WATCH: GH star Maurice Benard shares intimate details about his battle with bipolar disorder; "It feels like being in a nightmare and not being able to wake up."

Posted Friday, February 26, 2016 12:29:30 PM
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WATCH: GH star Maurice Benard shares intimate details about his battle with bipolar disorder

GH's Maurice Benard (Sonny Corinthos) shares how bipolar disorder has led him to nervous breakdowns, fits of crying, breaking out of a mental health facility, and threatening to kill both his loved ones and himself.

If you think the experiences General Hospital's Sonny faces on a daily basis in Port Charles are dramatic, wait until you hear about the emotional real-life experiences Maurice Benard (Sonny Corinthos has faced as a person living with bipolar disorder.

The longtime GH actor, who first went public with his mental health issues on Oprah back in the 90s and is now playing a GH storyline that centers on the disorder, paid a special visit to The Dr. Oz Show to give fans an even more detailed look at how bipolar disorder has affected his everyday life. And it's not just the personal issues Benard opens up about that make the episode special: the actor braved his intense and debilitating fear of flying and boarded a plane for the second time in over ten years to make it to the interview with the show's host, Dr. Mehmet Oz.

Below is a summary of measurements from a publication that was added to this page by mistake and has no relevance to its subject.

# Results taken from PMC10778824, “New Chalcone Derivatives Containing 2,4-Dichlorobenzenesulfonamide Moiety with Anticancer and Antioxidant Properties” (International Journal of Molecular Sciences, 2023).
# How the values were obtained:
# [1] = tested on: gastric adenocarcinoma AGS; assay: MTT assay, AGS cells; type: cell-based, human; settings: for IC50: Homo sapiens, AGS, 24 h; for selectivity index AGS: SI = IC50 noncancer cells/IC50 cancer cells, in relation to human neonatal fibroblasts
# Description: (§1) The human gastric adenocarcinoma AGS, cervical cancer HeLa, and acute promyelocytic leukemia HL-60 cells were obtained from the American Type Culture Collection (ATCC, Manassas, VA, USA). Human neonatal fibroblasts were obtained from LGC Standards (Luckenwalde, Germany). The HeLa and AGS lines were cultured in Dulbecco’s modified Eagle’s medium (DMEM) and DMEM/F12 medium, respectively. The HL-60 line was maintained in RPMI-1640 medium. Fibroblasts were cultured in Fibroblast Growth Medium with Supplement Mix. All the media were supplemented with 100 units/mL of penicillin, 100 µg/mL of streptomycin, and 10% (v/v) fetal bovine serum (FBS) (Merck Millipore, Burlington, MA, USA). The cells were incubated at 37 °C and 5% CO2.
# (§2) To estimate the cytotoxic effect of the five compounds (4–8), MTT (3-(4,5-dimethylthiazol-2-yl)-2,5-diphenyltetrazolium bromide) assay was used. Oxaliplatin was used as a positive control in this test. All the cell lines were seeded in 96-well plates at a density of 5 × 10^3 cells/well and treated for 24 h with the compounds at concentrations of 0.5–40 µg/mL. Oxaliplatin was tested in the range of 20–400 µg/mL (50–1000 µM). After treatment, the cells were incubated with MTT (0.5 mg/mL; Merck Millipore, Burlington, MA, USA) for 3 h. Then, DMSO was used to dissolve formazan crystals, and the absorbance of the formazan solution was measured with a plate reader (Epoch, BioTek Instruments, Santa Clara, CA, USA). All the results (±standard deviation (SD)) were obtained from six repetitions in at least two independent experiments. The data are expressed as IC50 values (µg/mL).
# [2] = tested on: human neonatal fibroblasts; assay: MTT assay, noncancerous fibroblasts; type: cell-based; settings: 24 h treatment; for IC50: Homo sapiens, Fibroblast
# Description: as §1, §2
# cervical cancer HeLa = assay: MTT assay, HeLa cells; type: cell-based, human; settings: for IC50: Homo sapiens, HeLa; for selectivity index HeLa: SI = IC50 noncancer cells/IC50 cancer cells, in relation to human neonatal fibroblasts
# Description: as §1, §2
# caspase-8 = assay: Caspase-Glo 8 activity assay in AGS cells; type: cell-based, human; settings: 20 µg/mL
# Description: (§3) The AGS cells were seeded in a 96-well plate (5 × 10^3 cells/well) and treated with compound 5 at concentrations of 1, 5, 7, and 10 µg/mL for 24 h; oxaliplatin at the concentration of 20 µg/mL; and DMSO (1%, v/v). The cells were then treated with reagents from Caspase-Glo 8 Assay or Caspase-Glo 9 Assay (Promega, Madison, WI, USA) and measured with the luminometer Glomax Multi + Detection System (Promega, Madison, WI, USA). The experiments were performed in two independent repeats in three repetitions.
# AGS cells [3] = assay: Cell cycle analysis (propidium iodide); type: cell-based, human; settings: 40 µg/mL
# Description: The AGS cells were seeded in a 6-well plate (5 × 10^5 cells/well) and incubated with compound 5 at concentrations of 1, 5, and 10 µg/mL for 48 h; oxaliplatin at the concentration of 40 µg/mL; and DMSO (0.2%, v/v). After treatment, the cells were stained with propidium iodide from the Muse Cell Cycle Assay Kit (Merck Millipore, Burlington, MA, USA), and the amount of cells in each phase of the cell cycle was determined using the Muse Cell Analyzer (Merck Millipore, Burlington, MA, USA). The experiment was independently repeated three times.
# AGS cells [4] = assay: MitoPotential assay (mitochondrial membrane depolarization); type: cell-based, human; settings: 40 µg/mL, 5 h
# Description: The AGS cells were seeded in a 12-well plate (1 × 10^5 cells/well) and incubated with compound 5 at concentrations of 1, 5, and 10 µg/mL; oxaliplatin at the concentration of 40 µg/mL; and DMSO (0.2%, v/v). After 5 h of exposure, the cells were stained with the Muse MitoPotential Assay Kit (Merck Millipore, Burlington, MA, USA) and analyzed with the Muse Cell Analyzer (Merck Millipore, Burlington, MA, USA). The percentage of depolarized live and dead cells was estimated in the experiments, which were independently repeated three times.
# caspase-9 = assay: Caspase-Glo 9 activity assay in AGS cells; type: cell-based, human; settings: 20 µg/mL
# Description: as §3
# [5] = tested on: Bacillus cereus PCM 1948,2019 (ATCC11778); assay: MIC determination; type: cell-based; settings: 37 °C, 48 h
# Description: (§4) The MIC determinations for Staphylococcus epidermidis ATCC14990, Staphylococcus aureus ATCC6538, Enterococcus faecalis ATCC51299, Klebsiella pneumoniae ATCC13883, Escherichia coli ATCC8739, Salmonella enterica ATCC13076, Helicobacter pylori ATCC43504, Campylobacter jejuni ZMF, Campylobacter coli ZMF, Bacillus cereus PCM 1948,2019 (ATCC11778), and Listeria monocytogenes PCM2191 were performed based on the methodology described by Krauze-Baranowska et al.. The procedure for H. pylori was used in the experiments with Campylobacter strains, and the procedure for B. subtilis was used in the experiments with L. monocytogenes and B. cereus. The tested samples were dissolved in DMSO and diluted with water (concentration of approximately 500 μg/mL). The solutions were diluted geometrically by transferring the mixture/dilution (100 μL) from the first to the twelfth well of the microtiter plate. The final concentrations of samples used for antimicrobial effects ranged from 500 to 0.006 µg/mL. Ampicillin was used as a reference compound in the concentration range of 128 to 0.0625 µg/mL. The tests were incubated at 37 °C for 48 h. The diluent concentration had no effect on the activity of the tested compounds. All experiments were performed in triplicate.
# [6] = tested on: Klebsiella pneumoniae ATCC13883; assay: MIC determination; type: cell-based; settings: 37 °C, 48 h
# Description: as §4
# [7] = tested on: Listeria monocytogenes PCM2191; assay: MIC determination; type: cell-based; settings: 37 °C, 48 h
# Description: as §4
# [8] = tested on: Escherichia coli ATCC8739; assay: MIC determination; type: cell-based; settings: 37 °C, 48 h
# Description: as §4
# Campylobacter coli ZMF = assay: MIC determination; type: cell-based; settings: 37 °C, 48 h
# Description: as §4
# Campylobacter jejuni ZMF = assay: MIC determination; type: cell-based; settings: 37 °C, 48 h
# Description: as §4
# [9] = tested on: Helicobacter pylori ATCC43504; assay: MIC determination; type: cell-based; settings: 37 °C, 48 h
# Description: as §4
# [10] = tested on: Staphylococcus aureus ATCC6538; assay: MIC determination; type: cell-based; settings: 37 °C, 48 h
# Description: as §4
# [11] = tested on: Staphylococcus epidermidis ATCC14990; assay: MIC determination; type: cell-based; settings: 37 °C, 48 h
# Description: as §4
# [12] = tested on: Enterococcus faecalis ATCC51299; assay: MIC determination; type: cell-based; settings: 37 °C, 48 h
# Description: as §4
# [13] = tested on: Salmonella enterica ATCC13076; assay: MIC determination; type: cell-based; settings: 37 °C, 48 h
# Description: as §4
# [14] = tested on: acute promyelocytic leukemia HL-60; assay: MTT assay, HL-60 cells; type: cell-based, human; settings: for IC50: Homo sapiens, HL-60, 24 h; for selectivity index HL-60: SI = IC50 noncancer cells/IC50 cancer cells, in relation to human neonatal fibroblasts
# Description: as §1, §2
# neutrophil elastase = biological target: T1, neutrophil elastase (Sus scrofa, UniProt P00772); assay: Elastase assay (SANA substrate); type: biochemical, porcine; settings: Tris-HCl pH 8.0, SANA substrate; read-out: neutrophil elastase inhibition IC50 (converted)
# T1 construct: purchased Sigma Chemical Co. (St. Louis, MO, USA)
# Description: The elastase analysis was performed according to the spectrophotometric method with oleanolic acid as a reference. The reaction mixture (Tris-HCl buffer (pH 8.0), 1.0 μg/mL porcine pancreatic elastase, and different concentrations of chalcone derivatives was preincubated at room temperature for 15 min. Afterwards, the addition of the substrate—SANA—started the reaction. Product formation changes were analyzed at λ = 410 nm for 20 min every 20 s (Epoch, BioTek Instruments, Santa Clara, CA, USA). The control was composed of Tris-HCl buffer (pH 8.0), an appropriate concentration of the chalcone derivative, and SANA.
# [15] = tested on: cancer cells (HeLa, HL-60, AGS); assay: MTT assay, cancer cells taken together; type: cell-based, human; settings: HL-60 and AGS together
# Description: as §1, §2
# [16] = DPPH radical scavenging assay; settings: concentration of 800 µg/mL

After a personal video journal of the actor's emotional and anxiety-filled journey to New York aired, Benard took the stage for the interview and delved deep into his topsy-turvy past, revealing that his mental health issues caused him to become frighteningly violent with his own mother, landed him in a mental institution (from which he later secretly escaped), and led him to threaten to kill loved ones.

"The reason I didn't talk about it was because... a few people told me that if I tell people I'm bipolar, I'm not going to get hired as an actor, so I didn't speak about it for a while," Benard shares of going public with the personal problem. "And then I ended up doing a little article in a magazine, and I got a letter from a boy whose brother had taken a gun and killed himself, and he said that by reading what he read about me, it helped him get through his brother's death. So I decided that's more important than any directors hiring me. People need to know about these things, because people do die."

Benard himself has struggled with suicidal thoughts in the past, along with other frightening thoughts and actions he shares during the interview -- including becoming physically violent with his own mother, escaping a mental institution, and experiencing multiple nervous breakdowns and crying fits -- that eventually lead to his diagnosis.

As for what his nervous breakdowns feel like, the actor admits, "It feels like being in a nightmare and not being able to wake up. I see it as God and the devil fighting, and most of the time God wins, but sometimes the devil wins... and that's what it feels like, and you can't get out of the nightmare."

For Benard's entire interview, check out the video clips posted on The Dr. Oz Show's official website .

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